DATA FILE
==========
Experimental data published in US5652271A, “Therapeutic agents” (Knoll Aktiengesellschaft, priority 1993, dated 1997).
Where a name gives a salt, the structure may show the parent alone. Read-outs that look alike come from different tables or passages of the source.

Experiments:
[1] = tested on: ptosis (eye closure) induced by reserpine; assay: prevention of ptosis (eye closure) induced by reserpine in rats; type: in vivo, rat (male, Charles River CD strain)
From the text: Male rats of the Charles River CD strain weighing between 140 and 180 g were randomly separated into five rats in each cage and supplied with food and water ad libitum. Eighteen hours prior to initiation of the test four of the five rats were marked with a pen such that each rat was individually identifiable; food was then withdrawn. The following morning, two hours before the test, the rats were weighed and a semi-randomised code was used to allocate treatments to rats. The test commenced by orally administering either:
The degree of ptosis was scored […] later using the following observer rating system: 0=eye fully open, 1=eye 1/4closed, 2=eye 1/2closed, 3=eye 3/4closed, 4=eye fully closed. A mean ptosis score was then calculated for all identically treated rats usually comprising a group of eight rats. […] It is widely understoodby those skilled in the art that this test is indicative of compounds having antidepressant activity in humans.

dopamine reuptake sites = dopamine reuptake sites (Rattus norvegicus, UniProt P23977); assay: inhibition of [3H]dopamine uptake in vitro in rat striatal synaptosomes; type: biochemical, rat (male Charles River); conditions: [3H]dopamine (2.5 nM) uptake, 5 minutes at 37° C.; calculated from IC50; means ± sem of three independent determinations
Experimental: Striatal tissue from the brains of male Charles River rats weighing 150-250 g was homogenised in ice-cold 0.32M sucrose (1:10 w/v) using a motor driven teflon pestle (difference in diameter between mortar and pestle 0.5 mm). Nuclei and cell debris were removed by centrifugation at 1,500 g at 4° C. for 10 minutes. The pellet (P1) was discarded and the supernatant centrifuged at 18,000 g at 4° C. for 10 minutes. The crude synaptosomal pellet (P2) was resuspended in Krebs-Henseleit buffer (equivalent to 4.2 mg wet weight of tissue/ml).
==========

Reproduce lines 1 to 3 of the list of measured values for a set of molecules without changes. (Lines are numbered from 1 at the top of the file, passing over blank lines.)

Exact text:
Experimental data published in US5652271A, “Therapeutic agents” (Knoll Aktiengesellschaft, priority 1993, dated 1997).
Where a name gives a salt, the structure may show the parent alone. Read-outs that look alike come from different tables or passages of the source.

Experiments: